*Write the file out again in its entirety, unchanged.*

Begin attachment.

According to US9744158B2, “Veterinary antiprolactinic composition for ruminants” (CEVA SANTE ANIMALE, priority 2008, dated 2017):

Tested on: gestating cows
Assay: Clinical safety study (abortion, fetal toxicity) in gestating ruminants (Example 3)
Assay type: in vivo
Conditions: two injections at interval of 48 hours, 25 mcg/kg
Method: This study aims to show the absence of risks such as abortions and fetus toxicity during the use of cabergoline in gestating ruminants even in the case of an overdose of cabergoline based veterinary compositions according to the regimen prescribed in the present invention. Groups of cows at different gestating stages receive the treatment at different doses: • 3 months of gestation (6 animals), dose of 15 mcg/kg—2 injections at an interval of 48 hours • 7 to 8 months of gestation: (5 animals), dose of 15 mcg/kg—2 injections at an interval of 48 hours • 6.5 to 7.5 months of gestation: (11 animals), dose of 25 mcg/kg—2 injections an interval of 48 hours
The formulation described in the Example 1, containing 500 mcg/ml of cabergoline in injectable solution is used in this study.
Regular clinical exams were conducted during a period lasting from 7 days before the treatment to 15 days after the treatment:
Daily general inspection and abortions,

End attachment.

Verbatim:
According to US9744158B2, “Veterinary antiprolactinic composition for ruminants” (CEVA SANTE ANIMALE, priority 2008, dated 2017):

Tested on: gestating cows
Assay: Clinical safety study (abortion, fetal toxicity) in gestating ruminants (Example 3)
Assay type: in vivo
Conditions: two injections at interval of 48 hours, 25 mcg/kg
Method: This study aims to show the absence of risks such as abortions and fetus toxicity during the use of cabergoline in gestating ruminants even in the case of an overdose of cabergoline based veterinary compositions according to the regimen prescribed in the present invention. Groups of cows at different gestating stages receive the treatment at different doses: • 3 months of gestation (6 animals), dose of 15 mcg/kg—2 injections at an interval of 48 hours • 7 to 8 months of gestation: (5 animals), dose of 15 mcg/kg—2 injections at an interval of 48 hours • 6.5 to 7.5 months of gestation: (11 animals), dose of 25 mcg/kg—2 injections an interval of 48 hours
The formulation described in the Example 1, containing 500 mcg/ml of cabergoline in injectable solution is used in this study.
Regular clinical exams were conducted during a period lasting from 7 days before the treatment to 15 days after the treatment:
Daily general inspection and abortions,